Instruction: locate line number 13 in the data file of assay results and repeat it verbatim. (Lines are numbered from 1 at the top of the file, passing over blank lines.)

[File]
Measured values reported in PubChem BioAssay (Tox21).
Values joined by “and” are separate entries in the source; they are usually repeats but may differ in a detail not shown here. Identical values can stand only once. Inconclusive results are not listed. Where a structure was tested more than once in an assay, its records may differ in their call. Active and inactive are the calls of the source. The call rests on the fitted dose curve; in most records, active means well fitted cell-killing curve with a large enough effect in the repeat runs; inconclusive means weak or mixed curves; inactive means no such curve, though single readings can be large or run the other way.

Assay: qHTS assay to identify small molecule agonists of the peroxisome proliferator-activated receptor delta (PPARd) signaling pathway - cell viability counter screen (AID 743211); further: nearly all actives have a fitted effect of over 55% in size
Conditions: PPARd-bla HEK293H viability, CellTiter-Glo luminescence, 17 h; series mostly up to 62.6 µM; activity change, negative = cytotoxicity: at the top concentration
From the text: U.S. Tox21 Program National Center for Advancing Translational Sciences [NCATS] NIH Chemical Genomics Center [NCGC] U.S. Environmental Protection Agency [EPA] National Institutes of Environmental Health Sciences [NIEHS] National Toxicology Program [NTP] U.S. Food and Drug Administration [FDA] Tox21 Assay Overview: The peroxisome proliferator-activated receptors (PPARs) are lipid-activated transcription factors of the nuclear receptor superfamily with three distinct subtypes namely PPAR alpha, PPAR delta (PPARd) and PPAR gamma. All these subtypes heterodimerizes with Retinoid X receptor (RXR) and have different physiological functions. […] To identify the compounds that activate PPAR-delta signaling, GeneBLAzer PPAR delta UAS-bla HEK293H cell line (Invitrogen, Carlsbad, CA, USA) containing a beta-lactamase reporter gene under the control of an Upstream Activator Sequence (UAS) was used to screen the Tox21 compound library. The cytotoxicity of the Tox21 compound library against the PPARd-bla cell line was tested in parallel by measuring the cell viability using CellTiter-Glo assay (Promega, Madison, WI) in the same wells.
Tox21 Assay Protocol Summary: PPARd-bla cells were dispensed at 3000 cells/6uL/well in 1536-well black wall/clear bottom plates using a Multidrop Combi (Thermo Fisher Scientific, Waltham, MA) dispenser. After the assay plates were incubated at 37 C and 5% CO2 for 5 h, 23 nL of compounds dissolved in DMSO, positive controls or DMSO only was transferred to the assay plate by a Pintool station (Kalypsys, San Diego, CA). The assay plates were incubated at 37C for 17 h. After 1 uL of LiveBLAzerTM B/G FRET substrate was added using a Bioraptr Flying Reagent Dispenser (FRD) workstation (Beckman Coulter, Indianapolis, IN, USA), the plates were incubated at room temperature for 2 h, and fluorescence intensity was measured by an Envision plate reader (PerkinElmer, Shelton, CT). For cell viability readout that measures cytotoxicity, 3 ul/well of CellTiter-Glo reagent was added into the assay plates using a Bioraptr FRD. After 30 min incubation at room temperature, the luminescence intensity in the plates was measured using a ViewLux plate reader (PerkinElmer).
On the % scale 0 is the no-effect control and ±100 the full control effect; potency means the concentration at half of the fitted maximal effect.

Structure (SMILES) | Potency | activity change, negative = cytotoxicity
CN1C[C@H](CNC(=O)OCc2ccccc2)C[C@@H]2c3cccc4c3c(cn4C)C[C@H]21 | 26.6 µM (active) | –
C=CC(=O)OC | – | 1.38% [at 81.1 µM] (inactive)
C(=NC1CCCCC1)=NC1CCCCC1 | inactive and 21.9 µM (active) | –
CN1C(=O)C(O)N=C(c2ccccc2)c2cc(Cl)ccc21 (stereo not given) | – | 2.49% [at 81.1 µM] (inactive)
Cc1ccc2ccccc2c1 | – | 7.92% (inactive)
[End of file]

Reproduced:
Cc1ccc2ccccc2c1 | – | 7.92% (inactive)